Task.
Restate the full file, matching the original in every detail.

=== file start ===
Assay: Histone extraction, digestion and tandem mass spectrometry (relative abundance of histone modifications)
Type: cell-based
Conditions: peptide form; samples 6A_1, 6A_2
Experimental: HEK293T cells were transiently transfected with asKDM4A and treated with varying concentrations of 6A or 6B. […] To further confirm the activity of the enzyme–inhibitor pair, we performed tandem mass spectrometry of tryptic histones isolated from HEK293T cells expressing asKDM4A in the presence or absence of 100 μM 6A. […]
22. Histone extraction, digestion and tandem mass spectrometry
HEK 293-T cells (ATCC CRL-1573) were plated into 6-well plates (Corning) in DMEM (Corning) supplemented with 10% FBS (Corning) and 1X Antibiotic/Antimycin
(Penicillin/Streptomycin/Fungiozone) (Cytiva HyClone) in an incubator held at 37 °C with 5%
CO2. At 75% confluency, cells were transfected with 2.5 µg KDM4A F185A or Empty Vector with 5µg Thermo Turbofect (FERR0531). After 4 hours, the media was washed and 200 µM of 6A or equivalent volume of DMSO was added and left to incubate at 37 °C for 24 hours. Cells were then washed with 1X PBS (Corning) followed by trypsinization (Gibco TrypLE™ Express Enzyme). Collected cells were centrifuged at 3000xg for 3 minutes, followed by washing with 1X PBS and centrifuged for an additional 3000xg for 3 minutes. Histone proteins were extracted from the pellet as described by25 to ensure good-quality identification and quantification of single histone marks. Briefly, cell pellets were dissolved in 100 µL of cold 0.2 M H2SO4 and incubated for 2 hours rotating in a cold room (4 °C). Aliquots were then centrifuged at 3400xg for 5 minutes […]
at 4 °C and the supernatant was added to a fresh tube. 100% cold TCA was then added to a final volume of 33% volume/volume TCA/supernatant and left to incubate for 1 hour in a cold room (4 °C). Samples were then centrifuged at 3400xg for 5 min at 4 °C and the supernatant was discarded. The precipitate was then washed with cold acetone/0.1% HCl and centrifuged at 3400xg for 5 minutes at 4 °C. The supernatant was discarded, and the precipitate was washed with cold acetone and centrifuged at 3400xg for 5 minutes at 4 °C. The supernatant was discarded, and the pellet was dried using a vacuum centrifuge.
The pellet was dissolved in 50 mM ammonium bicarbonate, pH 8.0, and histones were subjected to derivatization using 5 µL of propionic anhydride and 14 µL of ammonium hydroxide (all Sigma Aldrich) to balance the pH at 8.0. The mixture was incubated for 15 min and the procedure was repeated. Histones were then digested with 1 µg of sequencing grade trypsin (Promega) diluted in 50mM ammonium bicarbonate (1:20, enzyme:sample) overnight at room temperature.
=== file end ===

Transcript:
Assay: Histone extraction, digestion and tandem mass spectrometry (relative abundance of histone modifications)
Type: cell-based
Conditions: peptide form; samples 6A_1, 6A_2
Experimental: HEK293T cells were transiently transfected with asKDM4A and treated with varying concentrations of 6A or 6B. […] To further confirm the activity of the enzyme–inhibitor pair, we performed tandem mass spectrometry of tryptic histones isolated from HEK293T cells expressing asKDM4A in the presence or absence of 100 μM 6A. […]
22. Histone extraction, digestion and tandem mass spectrometry
HEK 293-T cells (ATCC CRL-1573) were plated into 6-well plates (Corning) in DMEM (Corning) supplemented with 10% FBS (Corning) and 1X Antibiotic/Antimycin
(Penicillin/Streptomycin/Fungiozone) (Cytiva HyClone) in an incubator held at 37 °C with 5%
CO2. At 75% confluency, cells were transfected with 2.5 µg KDM4A F185A or Empty Vector with 5µg Thermo Turbofect (FERR0531). After 4 hours, the media was washed and 200 µM of 6A or equivalent volume of DMSO was added and left to incubate at 37 °C for 24 hours. Cells were then washed with 1X PBS (Corning) followed by trypsinization (Gibco TrypLE™ Express Enzyme). Collected cells were centrifuged at 3000xg for 3 minutes, followed by washing with 1X PBS and centrifuged for an additional 3000xg for 3 minutes. Histone proteins were extracted from the pellet as described by25 to ensure good-quality identification and quantification of single histone marks. Briefly, cell pellets were dissolved in 100 µL of cold 0.2 M H2SO4 and incubated for 2 hours rotating in a cold room (4 °C). Aliquots were then centrifuged at 3400xg for 5 minutes […]
at 4 °C and the supernatant was added to a fresh tube. 100% cold TCA was then added to a final volume of 33% volume/volume TCA/supernatant and left to incubate for 1 hour in a cold room (4 °C). Samples were then centrifuged at 3400xg for 5 min at 4 °C and the supernatant was discarded. The precipitate was then washed with cold acetone/0.1% HCl and centrifuged at 3400xg for 5 minutes at 4 °C. The supernatant was discarded, and the precipitate was washed with cold acetone and centrifuged at 3400xg for 5 minutes at 4 °C. The supernatant was discarded, and the pellet was dried using a vacuum centrifuge.
The pellet was dissolved in 50 mM ammonium bicarbonate, pH 8.0, and histones were subjected to derivatization using 5 µL of propionic anhydride and 14 µL of ammonium hydroxide (all Sigma Aldrich) to balance the pH at 8.0. The mixture was incubated for 15 min and the procedure was repeated. Histones were then digested with 1 µg of sequencing grade trypsin (Promega) diluted in 50mM ammonium bicarbonate (1:20, enzyme:sample) overnight at room temperature.